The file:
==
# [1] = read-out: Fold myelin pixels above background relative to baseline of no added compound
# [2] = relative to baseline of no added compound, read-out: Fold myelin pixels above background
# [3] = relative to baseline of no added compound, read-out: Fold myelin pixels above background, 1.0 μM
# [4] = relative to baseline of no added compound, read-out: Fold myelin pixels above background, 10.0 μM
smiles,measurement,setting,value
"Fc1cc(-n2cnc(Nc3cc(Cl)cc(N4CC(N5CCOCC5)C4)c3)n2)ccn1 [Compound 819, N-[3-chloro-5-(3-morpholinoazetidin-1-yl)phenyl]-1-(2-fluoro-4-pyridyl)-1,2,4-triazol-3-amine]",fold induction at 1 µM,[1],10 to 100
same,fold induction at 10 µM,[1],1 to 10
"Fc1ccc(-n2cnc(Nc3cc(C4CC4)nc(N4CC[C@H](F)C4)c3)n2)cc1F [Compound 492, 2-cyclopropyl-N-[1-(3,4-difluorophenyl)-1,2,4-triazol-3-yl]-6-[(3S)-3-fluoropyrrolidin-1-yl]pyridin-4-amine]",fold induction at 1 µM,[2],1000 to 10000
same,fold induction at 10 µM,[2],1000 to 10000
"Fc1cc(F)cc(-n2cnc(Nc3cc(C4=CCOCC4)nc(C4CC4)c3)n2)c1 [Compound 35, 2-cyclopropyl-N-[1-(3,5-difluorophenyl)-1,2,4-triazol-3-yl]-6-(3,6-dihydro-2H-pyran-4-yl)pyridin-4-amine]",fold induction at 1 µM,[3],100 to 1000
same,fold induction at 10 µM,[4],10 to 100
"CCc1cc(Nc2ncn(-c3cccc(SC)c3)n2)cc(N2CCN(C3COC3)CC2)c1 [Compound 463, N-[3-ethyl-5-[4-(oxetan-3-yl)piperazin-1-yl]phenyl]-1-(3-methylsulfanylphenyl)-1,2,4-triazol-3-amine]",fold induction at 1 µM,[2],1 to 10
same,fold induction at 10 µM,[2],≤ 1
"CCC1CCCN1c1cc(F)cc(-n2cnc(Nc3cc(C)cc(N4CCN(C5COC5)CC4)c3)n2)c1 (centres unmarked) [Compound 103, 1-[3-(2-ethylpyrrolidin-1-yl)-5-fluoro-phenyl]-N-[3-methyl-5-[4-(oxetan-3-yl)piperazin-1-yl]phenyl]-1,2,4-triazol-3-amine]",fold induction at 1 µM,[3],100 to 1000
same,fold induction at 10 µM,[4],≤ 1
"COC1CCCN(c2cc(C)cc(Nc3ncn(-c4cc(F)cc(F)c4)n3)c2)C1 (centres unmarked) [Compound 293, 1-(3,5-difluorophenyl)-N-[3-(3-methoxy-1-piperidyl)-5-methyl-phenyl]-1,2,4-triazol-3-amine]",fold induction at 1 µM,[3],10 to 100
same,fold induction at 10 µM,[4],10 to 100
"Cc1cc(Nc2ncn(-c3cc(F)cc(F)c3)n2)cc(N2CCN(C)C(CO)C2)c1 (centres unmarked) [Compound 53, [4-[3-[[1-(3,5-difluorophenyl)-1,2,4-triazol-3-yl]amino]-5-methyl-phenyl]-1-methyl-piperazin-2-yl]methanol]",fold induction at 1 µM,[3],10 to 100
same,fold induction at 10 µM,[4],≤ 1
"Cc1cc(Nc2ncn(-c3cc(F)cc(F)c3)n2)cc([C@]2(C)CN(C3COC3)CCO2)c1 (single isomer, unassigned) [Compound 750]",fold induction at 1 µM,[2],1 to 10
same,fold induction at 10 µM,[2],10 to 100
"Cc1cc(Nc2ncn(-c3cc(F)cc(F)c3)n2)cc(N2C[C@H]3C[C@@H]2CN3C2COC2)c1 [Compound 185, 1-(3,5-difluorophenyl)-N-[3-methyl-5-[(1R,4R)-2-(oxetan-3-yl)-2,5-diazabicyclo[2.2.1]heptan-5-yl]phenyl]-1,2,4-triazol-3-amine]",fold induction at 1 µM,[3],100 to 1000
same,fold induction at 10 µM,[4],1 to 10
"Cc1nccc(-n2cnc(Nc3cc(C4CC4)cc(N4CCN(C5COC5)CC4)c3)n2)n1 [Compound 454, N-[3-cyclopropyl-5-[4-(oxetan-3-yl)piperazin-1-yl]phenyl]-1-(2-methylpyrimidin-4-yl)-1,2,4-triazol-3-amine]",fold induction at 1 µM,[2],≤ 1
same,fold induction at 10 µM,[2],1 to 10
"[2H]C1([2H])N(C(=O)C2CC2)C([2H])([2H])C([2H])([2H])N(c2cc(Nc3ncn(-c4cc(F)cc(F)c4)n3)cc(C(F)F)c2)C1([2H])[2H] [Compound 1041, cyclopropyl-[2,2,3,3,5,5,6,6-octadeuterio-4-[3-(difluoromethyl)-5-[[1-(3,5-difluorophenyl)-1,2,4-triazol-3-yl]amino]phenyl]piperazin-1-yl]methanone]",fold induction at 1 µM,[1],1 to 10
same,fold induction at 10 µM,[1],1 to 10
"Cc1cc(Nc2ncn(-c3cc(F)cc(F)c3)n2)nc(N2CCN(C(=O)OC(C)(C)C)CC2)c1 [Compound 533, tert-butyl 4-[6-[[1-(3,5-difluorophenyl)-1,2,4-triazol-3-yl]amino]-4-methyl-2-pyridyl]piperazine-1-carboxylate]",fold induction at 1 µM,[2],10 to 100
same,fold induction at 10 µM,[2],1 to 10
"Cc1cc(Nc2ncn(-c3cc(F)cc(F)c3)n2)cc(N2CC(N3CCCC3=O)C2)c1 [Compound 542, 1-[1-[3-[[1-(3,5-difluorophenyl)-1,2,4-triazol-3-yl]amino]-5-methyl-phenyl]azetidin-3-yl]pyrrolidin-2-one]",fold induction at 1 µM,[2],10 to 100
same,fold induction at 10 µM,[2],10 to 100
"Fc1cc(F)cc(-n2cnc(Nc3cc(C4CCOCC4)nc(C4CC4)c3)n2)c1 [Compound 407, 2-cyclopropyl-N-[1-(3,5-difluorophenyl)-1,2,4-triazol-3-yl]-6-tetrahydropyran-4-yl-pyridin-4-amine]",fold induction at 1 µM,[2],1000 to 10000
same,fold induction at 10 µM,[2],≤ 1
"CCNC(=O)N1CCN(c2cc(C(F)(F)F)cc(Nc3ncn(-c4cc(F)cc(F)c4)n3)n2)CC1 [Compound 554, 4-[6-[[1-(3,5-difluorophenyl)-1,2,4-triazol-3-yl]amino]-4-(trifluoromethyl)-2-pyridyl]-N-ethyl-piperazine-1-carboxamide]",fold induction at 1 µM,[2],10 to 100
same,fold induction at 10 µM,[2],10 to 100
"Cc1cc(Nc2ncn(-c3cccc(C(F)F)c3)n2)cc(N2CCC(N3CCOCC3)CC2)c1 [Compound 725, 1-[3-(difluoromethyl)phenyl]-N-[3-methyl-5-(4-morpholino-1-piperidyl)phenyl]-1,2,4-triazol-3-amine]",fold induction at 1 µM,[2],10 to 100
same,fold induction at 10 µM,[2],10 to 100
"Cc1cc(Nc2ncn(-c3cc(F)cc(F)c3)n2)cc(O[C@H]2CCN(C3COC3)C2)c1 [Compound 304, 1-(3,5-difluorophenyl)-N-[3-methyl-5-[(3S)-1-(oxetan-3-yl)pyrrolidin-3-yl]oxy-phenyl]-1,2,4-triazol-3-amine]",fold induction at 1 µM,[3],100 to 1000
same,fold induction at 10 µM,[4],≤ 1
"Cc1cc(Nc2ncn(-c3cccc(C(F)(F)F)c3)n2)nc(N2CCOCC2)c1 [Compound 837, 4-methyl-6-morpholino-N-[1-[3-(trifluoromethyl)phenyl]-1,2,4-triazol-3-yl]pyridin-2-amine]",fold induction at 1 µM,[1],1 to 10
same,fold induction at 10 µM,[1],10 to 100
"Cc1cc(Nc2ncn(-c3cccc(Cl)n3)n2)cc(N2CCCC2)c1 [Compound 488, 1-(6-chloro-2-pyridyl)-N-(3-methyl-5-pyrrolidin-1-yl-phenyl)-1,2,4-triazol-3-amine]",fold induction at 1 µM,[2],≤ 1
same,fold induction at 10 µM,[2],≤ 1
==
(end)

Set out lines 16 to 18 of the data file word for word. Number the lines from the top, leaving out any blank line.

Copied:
"COC1CCCN(c2cc(C)cc(Nc3ncn(-c4cc(F)cc(F)c4)n3)c2)C1 (centres unmarked) [Compound 293, 1-(3,5-difluorophenyl)-N-[3-(3-methoxy-1-piperidyl)-5-methyl-phenyl]-1,2,4-triazol-3-amine]",fold induction at 1 µM,[3],10 to 100
same,fold induction at 10 µM,[4],10 to 100
"Cc1cc(Nc2ncn(-c3cc(F)cc(F)c3)n2)cc(N2CCN(C)C(CO)C2)c1 (centres unmarked) [Compound 53, [4-[3-[[1-(3,5-difluorophenyl)-1,2,4-triazol-3-yl]amino]-5-methyl-phenyl]-1-methyl-piperazin-2-yl]methanol]",fold induction at 1 µM,[3],10 to 100